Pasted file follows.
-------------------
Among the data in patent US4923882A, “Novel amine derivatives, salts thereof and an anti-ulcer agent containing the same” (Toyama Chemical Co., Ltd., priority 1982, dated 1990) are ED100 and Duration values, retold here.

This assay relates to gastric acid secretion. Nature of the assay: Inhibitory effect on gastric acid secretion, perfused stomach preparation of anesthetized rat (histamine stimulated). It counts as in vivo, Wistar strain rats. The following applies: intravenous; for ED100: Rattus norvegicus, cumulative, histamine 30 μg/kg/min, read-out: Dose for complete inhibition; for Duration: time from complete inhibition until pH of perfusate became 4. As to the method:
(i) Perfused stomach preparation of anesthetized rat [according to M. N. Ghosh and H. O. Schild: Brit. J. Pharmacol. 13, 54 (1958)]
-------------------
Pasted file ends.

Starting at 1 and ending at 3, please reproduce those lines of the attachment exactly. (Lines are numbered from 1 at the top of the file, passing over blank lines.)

Among the data in patent US4923882A, “Novel amine derivatives, salts thereof and an anti-ulcer agent containing the same” (Toyama Chemical Co., Ltd., priority 1982, dated 1990) are ED100 and Duration values, retold here.

This assay relates to gastric acid secretion. Nature of the assay: Inhibitory effect on gastric acid secretion, perfused stomach preparation of anesthetized rat (histamine stimulated). It counts as in vivo, Wistar strain rats. The following applies: intravenous; for ED100: Rattus norvegicus, cumulative, histamine 30 μg/kg/min, read-out: Dose for complete inhibition; for Duration: time from complete inhibition until pH of perfusate became 4. As to the method:
(i) Perfused stomach preparation of anesthetized rat [according to M. N. Ghosh and H. O. Schild: Brit. J. Pharmacol. 13, 54 (1958)]